What boosts your risk for heart disease, diabetes and cancer, and could shorten your life by five years? Your TV. Current research is showing that watching too much is a major health hazard. In one new study, binge-watching boosted the risk for metabolic syndrome (some combo of excess body fat, high blood sugar levels, increased blood pressure and abnormal cholesterol/triglyceride levels) by a whopping 30 percent.
But we’re not going to scold you or advise you to toss your new flat-screen out the window. Because if you’re like us, you enjoy TV. But what if you’re way over the top with TV time?
The average American watches five to seven hours of TV per day. A Danish study of 1.1 million people (and they bike a lot) observed that sitting just two hours a day increased risk for diabetes by 20 percent, for heart disease by 15 percent and for an early death by 13 percent. Next up, according to the landmark Australian Diabetes, Obesity and Lifestyle study that’s tracking the health and habits of 11,000 adults, six hours of daily TV could shorten your life by five years. And prolonged TV time raised colon cancer risk by 54 percent in a major German study.
TV is dangerous because long periods of sitting mess with your metabolism, interfering with your body’s ability to burn fat and sugar for energy. And if you trade an hour or two of sleep to catch late-night TV, you’re creating a sleep deficit that boosts risk for obesity and diabetes.
Sign Up and Save
Get six months of free digital access to The Idaho Statesman
Build a healthy TV habit with these steps: Move while you watch. Bring your exercise bike, treadmill or other favorite piece of exercise equipment into the same room with your TV. Stow your hand weights, exercise bands and an exercise mat there, too. Then plan to stay active while you watch. Just make a rule: You can keep watching only if you keep moving. That’s what Dr. Mike does, and it works.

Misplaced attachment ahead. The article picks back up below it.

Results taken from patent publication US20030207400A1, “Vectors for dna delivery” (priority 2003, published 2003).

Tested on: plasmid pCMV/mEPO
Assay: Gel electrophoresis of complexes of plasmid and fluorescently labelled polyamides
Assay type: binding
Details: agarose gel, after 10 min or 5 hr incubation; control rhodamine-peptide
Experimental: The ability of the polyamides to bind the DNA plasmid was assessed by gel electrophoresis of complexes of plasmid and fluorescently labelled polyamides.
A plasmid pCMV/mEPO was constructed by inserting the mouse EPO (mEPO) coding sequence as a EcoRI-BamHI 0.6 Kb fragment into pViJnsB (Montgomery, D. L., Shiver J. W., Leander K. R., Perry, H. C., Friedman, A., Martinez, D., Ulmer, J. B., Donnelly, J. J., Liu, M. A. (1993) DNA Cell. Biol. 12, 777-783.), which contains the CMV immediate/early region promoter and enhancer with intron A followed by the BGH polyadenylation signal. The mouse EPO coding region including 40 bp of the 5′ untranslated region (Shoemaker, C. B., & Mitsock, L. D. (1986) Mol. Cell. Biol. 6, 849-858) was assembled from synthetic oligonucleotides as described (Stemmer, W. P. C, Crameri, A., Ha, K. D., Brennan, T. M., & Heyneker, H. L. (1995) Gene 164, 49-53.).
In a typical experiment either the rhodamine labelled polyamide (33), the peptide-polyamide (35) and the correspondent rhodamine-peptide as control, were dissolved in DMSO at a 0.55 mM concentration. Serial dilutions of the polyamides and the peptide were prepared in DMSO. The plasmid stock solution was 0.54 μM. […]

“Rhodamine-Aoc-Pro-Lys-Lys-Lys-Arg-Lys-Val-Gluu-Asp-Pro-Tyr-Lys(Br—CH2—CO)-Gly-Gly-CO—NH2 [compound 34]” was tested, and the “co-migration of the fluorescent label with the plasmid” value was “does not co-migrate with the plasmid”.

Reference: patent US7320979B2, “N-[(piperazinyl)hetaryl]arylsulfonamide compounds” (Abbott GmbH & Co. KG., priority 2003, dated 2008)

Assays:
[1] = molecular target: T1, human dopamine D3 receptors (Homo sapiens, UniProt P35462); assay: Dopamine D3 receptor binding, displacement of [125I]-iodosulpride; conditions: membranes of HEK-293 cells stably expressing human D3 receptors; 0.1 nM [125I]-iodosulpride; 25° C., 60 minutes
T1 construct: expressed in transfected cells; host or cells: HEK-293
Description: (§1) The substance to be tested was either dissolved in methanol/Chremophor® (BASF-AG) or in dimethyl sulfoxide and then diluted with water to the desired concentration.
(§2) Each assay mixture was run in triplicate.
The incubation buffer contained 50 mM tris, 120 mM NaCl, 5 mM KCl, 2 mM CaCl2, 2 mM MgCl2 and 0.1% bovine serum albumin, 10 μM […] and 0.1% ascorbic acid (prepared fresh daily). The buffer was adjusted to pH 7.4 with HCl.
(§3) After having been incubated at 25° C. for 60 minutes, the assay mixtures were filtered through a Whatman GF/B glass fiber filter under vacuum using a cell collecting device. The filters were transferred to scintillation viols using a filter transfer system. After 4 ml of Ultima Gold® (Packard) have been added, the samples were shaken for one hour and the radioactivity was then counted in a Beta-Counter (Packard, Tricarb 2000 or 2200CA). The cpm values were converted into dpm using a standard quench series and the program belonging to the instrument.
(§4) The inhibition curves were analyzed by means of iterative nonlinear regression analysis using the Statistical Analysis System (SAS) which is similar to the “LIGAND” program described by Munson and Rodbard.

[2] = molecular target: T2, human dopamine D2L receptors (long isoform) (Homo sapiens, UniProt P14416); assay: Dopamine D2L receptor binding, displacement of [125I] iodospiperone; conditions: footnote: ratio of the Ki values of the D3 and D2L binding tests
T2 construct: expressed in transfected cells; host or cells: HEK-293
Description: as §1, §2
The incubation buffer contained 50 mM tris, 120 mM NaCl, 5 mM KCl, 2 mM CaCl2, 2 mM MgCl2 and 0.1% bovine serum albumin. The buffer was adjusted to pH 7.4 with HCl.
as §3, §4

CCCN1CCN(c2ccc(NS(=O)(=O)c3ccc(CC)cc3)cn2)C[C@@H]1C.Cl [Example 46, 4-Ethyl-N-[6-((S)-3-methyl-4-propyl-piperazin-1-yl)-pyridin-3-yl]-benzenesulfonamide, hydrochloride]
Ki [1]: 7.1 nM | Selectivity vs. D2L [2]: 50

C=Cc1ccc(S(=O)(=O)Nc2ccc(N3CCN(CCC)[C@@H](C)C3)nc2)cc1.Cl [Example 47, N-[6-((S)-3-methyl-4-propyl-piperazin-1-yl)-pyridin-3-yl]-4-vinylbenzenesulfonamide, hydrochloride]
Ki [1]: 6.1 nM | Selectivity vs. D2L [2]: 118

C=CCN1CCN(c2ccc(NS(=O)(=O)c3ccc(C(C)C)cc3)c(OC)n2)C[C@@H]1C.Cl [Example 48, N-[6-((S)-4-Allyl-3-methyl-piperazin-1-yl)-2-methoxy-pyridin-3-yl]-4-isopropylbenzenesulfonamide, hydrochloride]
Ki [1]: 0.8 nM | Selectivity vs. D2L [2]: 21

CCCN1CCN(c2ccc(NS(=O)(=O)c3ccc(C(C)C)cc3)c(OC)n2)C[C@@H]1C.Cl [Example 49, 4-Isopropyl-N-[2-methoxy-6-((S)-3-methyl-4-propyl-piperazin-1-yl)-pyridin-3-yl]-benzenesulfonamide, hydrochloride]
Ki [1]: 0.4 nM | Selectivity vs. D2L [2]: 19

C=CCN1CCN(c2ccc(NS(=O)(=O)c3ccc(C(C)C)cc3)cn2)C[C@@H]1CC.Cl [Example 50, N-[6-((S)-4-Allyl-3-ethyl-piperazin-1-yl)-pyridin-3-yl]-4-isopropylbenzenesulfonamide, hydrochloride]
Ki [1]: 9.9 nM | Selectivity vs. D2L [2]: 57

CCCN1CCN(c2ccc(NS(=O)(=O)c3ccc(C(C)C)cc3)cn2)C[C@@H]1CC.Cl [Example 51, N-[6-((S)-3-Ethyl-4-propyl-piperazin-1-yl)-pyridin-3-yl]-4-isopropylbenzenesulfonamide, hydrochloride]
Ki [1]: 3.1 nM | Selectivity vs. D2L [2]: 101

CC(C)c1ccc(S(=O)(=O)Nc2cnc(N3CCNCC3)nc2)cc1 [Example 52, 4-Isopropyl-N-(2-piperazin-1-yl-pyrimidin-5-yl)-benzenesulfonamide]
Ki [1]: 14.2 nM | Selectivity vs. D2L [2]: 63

The good news: TV can help you stick with exercise – and may be better than going to the gym. In a recent University of North Carolina study, people who watched videos while they listened to music (kind of like the experience you have watching TV) said their routine felt easier than those who just stared at a wall while exercising. The longer the workout, the easier it felt. And in other research, exercisers who could watch their favorite TV shows were the least likely to drop out of a 14-week exercise program.
Pick something funny. Love to snack while you watch a movie? Grab veggies – and a comedy. In recent research from Cornell University’s Food and Brand Lab, people who watched the tragedy “Solaris” ate 55 percent more popcorn than those who saw the comedy “My Big Fat Greek Wedding.” And those who viewed the sappy “Love Story” ate 28 percent more popcorn than those watching the funny movie “Sweet Home Alabama.” A comedy also could motivate you to exercise. In a recent Netflix poll of 1,000 viewers, 36 percent said they preferred working out while watching shows that made them laugh.
Mehmet Oz, M.D. is host of “The Dr. Oz Show,” and Mike Roizen, M.D. is Chief Wellness Officer and Chair of Wellness Institute at Cleveland Clinic. To live your healthiest, tune into “The Dr. Oz Show” or visit www.sharecare.com.